The last time she read a trilogy was way back 2015, when she began Cassandra Clare’s The Infernal Devices. That was a smashing series. She spent part of that year in London, looking for Saint Bride’s and the old Blackfriars bridge. At Saint Bride’s, she chatted with a deacon who was amused that Saint Bride’s was the setting of the Shadowhunters’ London sanctuary. She was so into Victorian Steampunk that year, and remembers being mightily impressed that York had an annual Steampunk Festival.

Stay tuned, dear blog readers. Stay tuned.

 

Currently Reading: LA BELLE SAUVAGE, p. 325

Hugely enjoying Volume One (La Belle Sauvage) of Philip Pullman’s new trilogy, The Book of Dust. Love the characters, all of them. Even the villains. Kudos, Mr. Pullman.

Towards the end of the novel, a flood of Biblical proportions overwhelms Oxford, England:

“The creatures in the water . . .  I don’t mean fish neither, nor water voles; I mean the old gods. Old Father Thames. And other beings as well. There was a man with us, he saw a mermaid near Henley. The sea was so full she come right up the river, even that far from the coast, and this chap, he swore to me that if he saw the mermaid again, he’d go off with her. Well, two days later he disappeared, and chances are he did just that. I believe it, anyway.”

Stay tuned, dear blog readers. Stay tuned.

Tweaking the Reading List, Tuesday, 20 March 2018

Spent the day trying to stay warm and dry. It’s very cold here in Mendocino. A few minutes ago, rain started to come down.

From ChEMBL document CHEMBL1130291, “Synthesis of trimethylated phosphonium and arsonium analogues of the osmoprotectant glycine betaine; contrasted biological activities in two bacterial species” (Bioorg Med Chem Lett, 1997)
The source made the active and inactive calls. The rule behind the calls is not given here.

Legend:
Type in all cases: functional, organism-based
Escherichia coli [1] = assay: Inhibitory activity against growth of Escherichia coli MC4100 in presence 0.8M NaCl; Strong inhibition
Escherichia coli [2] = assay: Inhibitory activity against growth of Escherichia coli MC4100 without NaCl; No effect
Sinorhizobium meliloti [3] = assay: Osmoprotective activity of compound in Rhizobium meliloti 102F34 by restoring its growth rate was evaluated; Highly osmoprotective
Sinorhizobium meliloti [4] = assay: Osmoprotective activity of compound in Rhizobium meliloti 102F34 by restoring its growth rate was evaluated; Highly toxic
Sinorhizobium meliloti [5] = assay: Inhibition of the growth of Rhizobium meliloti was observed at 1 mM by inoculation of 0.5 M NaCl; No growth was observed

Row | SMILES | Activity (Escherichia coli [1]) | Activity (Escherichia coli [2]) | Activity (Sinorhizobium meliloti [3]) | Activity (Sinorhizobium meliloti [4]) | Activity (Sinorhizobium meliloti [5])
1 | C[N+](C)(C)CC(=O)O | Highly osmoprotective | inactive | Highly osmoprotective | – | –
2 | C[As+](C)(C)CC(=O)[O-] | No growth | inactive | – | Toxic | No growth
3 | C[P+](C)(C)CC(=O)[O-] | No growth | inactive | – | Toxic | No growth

Self tried to get into Empress of the East, had high hopes, but the first chapter, Abduction, isn’t really about how Roxelana, Slave-Girl-Turned-Empress-of-the-Ottoman-Empire, was abducted. Instead, it consists of page after page of speculation about the exact spot from where she was taken. Then, a few pages of how hard it was on captives. DUH. This is dull stuff.

Luckily, self brought the next book on her reading list to Mendocino. It’s The Book of Dust, by Philip Pullman. Opening sentence:

Three miles up the river Thames from the center of Oxford, some distance from where the great colleges of Jordan, Gabriel, Balliol, and two dozen others contended for mastery in the boat races, out where the city was only a collection of towers and spires in the distance over the misty levels of Port Meadow, there stood the Priory of Godstow, where the gentle nuns went about their holy business; and on the opposite bank from the priory there was an inn called the Trout.

Stay tuned, dear blog readers. Stay tuned.

DARKEST HOUR: What’s Up With Joe Wright

2nd full day back in America, 2nd movie: Darkest Hour.

So dull.

Self has seen Atonement, which made her cry buckets.

Not that she expects every Joe Wright to make her cry buckets, just that she likes movies to engage her emotions and this one didn’t.

Well, self did feel bad for the 4,000 British troops at Calais who were ordered to attack the advancing Germans, all to enable the main body of the British army to be evacuated from Dunkirk (almost 300,000 men)

Perhaps self was in a mood because she did not get to see I, Tonya.

Instead she got to watch Gary Oldman do Winston Churchill and his portrayal was rather baffling. Self had no idea that Churchill was such a bumbling, distracted man, whose only skill apparently was a penchant for rousing words and an ability to get the pulse of the British people.

He was a populist! Who would have thought!

The scene in the underground was very, very contrived.